Scripture: Lectionary # 426. I Thess. 2:1-8. Psalm 139:1-3.4-6. Matthew

Tuesday's Readings

Paul's great affection for the people of Thesslonica warms our hearts as we
hear his inspired words. They are directed to us who too are the people of
God, God's Church or assembly of the faithful.  Paul gives us two images of
himself; he is an apostle and therefore a preacher of Good News; he is a
nurse taking care of the infants entrusted to him in their new life of
faith in the person of Jesus the Anointed One.  His primary goal is to
preach (kerygein) the Good News as a proclamation (kerygma) and secondarily
as their teacher he also will instruct them (didaskein) in the rudiments of
the faith.  Kerygma is announced and basically is the story of Jesus'
saving mysteries of his suffering, death, and resurrection--the background
for true preaching of the Gospel and not moralizing.  The people have
responded well as Paul has learned from Timothy and Silvanus who are in
Phillipi or Macedonia.  Paul is writing from Corinth and has depended on
what he has heard from his two favored disciples. He tells us: "we were
among you as gentle as any nursing mother fondling her little ones."

We are listening to the seven woes against the Pharisees but need to
abstract from that since Matthew is framing these lines in reference to his
Church and its times where he is trying to keep both Gentiles and Jews who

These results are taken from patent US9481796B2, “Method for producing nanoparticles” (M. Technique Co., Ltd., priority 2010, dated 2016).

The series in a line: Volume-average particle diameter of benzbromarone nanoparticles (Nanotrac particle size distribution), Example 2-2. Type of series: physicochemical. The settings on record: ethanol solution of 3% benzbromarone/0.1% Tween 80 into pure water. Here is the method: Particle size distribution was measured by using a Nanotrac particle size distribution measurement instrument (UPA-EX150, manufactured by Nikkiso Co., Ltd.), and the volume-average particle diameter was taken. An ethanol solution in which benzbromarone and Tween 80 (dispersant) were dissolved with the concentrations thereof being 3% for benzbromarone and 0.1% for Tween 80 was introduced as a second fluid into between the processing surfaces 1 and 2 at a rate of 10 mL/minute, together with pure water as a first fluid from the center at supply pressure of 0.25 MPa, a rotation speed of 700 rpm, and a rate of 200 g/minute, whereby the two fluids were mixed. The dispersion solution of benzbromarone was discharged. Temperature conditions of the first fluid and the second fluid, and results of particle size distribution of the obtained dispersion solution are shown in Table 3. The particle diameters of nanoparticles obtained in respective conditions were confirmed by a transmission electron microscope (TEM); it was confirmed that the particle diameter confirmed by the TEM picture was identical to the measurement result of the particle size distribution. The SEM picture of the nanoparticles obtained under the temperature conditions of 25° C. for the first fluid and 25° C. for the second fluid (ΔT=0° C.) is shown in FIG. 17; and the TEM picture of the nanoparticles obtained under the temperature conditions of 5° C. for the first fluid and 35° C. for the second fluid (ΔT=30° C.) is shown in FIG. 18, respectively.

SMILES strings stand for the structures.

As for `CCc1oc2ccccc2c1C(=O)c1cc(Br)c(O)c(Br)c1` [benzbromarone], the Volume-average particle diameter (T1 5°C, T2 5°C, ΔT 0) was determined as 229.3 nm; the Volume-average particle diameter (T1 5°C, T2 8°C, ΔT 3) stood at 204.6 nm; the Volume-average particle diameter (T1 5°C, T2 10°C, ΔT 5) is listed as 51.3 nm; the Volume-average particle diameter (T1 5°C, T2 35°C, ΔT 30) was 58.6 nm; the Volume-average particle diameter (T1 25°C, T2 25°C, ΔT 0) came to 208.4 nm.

have embraced Jesus as Messiah together.  The woes should never be
inflicted upon Jews as some preachers have done in the past. Looking at
what Jesus seems to be teaching we learn that mixed among these seven woes
(we are in the second) are justice, mercy, and good faith.  We learn that
our external behavior and even appearance should match what is really
inside of us, namely, the Spirit of God and an open heart toward others.

Our prayer: "Lord, we thank you for the apostles and their companions who
have brought the Good News to all peoples.  We are grateful that we have
the Scriptures to guide us and often are exposed to the Glad Tidings by
those who preach the Gospel with transparency by allowing your living voice
to overshadow their own.  We realize that often we are exposed more to
teaching than hearing the Good News and they were definitely different in
the early church. One was the kerygma or the heralding of the Glad Tidings
or Good News the other is called the Didache and is the formal teaching of
things that are expected of the followers of Jesus in their behavior and
words. We need both of these for growing in our faith, Lord, and we ask you
that we be open to receiving your message especially the Glad Tidings so
necessary to day as we hear and read of bad news and sad news each day.
Help us to be living preachers of the Gospel (kerygma) that you have handed
on to the Churches founded upon the apostles. Amen."